Scabies in Children
Medically reviewed by Drugs.com. Last updated on Jul 4, 2022.
What is scabies?
Scabies is a skin condition that is caused by scabies mites. Scabies mites are tiny bugs that burrow, lay eggs, and live underneath the skin. Scabies is spread through close contact with a person who has scabies. This includes sleeping in the same bed, or sharing towels or clothing. Scabies can spread quickly and must be treated as soon as it is found.
What are the signs and symptoms of scabies?
You may not know your child has scabies until a few weeks after mites are under the skin. Scabies mites are too small to be seen on your child's body. Your child may have any of the following:
- Red, raised bumps on your child's skin
- Bad itching that is usually worse at night
- Burrow marks (short wavy lines) in between your child's fingers, or on the wrists, ankles, elbows, groin, armpits, feet, or head
How is scabies diagnosed and treated?
Your child's healthcare provider will examine your child's skin. The provider will put mineral oil on your child's skin and scrape it across with a small blade. The skin scraping will be checked under a microscope for eggs, mites, or their droppings. Your child's healthcare provider may want to treat scabies even if signs of mites are not found. Several kinds of medicine may be used to treat scabies. The medicine may be a cream or pill. Always follow the directions for the scabies medicine you are told to use.
- Your healthcare provider may tell you to rub a thin layer of the medicine onto your child's entire body from the neck down. For babies and toddlers, you may also be told to rub the medicine on the scalp.
- Leave the cream on for the amount of time that is required for the medicine you are using. This may be between 8 to 14 hours.
- Have your child take a bath or shower to wash all medicine from the skin after the scabies treatment is done.
- Put clean clothes on your child after the medicine is rinsed off. Your child may need another scabies treatment in about 7 to 10 days if symptoms continue.
What can I do to help relieve my child's itching?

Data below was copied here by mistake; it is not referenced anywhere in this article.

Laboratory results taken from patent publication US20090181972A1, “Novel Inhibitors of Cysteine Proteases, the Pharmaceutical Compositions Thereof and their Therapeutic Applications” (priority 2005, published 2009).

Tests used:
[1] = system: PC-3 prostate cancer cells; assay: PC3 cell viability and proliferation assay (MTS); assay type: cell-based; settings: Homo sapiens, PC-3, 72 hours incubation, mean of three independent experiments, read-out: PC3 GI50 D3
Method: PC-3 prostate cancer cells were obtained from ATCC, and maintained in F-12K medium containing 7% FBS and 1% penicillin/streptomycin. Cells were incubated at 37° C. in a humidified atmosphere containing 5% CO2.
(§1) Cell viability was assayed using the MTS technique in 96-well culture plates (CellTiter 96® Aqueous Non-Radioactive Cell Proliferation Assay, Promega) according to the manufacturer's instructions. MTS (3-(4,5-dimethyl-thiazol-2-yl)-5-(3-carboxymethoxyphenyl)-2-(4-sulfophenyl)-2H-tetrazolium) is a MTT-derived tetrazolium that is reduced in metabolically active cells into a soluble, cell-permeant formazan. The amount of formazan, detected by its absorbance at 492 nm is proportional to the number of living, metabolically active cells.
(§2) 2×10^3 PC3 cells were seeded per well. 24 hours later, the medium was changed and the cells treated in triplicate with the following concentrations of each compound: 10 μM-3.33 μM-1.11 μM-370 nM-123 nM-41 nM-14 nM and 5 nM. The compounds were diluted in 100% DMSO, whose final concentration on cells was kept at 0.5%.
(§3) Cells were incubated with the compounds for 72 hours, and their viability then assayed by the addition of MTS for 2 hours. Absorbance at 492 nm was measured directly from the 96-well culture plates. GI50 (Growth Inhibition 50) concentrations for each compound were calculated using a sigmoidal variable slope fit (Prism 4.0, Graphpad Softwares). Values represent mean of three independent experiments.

Your child's skin may continue to itch for 2 or 3 weeks, even after the scabies mites are gone. Over-the-counter antihistamines or cortisone cream may help relieve itching. Ask your child's healthcare provider what medicine you may use for the itching. Trim your child's fingernails so he or she does not spread any mites that are still alive after treatment. Do not let your child scratch his or her skin. Scratches may cause a skin infection. Put mittens on small children to keep them from scratching. A cool bath may also help relieve your child's itching.
The following list of medications are in some way related to or used in the treatment of this condition.
How do I prevent the spread of scabies?
- Treat all family members with scabies medicine. Tell anyone who has shared your child's clothing or bed for the past month about the scabies. Tell them to ask their healthcare provider for scabies medicine even if they have no itching, rash, or burrow marks.
- Wash all items that your child has used since 3 days before you learned about your scabies. Use hot water to wash all clothing, bedding, and towels. Dry them for at least 20 minutes on the hot cycle of a dryer. Take items to be dry cleaned that cannot be washed in a washing machine. Place any clothing or bedding that cannot be washed or dry cleaned in a closed plastic bag for 1 week.
- Do not let your child have close body contact with anyone until the scabies mites are gone. Ask about public places your child should avoid, such as the park.
When should I seek immediate care?
- Your child develops a fever and red, swollen, painful areas on his or her skin.
When should I contact my child's healthcare provider?
- The bites become crusty or filled with pus.
- Your child has worsening itching after scabies treatment.
- Your child has new bite or burrow marks after treatment.
- You have questions or concerns about your child's condition or care.
Care AgreementYou have the right to help plan your child's care. Learn about your child's health condition and how it may be treated. Discuss treatment options with your child's healthcare providers to decide what care you want for your child. The above information is an educational aid only. It is not intended as medical advice for individual conditions or treatments. Talk to your doctor, nurse or pharmacist before following any medical regimen to see if it is safe and effective for you.
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